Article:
The price of oil fell slightly on Monday as a truce between Israel and militant group Hamas appeared to hold, preventing fighting in the Gaza Strip despite doubts late last week.
By late afternoon on Monday, benchmark oil for January delivery had dipped 75 cents, to $87.53 a barrel, in electronic trading on the New York Mercantile Exchange.
Crude traders were said to be keeping a close eye on developments in Egypt. On Sunday, the country’s president, Mohammed Morsi, granted himself near-absolute power, leading to clashes between his supporters and opponents.
Although the African nation is not a major oil producer, it is considered a vital transit region for oil trade.
In its annual World Energy Outlook, the International Energy Agency (IEA) predicts that by 2020 the US will be the world’s top oil producer. According to the report, an increased focus on lowering its dependence on foreign oil has seen production in the US soar to 15-year highs.
“By around 2020, the United States is projected to become the largest global oil producer” and will surpass Saudi Arabia for a period of time, the IEA stated. “The result is a continued fall in US oil imports [currently at 20 percent of its needs], to the extent that North America becomes a net oil exporter around 2030.”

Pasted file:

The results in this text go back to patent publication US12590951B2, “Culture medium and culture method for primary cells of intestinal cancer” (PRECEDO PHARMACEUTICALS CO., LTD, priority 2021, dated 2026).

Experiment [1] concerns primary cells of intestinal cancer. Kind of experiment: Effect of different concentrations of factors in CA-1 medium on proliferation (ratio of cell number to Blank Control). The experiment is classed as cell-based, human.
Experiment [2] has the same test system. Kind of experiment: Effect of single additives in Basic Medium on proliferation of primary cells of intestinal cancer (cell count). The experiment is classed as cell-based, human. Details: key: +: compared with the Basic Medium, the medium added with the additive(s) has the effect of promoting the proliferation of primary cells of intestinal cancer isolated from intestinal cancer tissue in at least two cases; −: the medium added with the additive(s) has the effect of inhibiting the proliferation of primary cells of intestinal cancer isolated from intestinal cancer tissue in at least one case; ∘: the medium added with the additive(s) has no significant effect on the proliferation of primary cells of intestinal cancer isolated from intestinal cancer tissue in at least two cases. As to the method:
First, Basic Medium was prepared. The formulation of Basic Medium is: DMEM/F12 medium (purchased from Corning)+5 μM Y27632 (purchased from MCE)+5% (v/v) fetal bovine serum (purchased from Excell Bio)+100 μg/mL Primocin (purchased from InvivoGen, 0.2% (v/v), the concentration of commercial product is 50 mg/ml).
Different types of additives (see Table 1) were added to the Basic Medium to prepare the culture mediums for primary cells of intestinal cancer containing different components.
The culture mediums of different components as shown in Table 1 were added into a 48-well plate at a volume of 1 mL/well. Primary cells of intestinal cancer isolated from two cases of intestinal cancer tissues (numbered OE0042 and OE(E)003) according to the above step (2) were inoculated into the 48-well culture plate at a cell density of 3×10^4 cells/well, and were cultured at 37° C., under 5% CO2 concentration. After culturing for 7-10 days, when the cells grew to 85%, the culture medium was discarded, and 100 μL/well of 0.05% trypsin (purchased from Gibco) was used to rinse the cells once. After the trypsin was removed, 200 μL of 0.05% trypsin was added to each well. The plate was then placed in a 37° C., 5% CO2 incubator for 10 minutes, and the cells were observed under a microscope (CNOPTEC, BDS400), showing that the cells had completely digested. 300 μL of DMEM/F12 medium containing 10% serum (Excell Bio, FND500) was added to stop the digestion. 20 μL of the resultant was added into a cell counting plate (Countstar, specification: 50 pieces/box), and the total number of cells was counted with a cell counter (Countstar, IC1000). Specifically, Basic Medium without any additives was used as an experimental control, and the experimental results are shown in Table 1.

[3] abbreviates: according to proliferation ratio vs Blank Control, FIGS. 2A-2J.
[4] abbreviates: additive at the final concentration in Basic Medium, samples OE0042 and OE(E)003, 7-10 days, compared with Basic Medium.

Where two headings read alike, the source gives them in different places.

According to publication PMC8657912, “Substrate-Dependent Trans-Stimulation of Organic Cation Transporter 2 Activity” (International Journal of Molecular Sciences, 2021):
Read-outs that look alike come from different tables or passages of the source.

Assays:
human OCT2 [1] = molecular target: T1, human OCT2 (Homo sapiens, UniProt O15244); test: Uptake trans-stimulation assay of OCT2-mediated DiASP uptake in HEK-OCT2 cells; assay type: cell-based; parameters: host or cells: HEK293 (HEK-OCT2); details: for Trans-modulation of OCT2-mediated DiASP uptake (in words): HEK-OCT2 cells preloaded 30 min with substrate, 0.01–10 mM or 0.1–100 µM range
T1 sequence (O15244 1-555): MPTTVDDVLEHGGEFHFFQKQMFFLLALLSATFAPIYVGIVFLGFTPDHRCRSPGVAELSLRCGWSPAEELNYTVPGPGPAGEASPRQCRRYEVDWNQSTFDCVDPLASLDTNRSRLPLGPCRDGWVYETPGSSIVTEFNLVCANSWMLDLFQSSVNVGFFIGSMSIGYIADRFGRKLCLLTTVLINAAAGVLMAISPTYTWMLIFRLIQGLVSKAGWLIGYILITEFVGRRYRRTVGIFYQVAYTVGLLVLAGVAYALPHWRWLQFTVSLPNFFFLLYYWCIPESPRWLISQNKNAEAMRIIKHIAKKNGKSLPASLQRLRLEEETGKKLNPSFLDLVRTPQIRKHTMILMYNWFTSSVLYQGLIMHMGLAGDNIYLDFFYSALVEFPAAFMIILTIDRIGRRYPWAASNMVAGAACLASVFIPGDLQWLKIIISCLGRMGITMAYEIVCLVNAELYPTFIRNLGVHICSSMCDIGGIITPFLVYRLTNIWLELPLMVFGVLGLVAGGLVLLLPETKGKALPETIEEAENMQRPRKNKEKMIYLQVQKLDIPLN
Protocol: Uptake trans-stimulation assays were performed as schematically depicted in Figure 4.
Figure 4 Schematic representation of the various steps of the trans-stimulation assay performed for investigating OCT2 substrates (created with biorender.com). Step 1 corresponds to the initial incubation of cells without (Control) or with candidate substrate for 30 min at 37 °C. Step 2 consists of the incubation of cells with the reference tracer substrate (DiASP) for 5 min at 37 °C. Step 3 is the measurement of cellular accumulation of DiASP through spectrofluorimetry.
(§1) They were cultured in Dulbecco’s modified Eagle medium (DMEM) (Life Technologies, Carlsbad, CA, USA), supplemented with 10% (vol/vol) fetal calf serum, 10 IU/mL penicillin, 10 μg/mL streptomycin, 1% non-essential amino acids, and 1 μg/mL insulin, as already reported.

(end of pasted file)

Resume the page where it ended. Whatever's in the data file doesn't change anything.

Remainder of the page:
The National Development Fund of Iran has allocated $1.5 billion for developing oil fields located in the Persian Gulf, IRNA quoted Mahmoud Zirakchianzadeh, the Iranian Offshore Oil Company’s managing director, as saying.
“As much as $20 billion worth of deals have been signed within the past two years,” he said. “Some $14 billion worth of new deals have been prepared and will be offered to contractors,” he added.
Iran is also reported to have attached priority to boosting gas production capacity at its joint oil fields with Qatar and Saudi Arabia.
There has been a rise in the US rig count, according to weekly counts published by Baker Hughes. This upside is said to be attributed to an increase in the tally of both oil- and gas-directed rigs.
Rigs engaged in exploration and production in the US totaled 1,809 for the week ended November 16, 2012. That is an increase of three from the previous week’s count and is the second rise in as many weeks.
The current nationwide rig count is more than double the six-year low of 876 that was hit in the week ended June 12, 2009, but is well below the previous-year level of 2,001.
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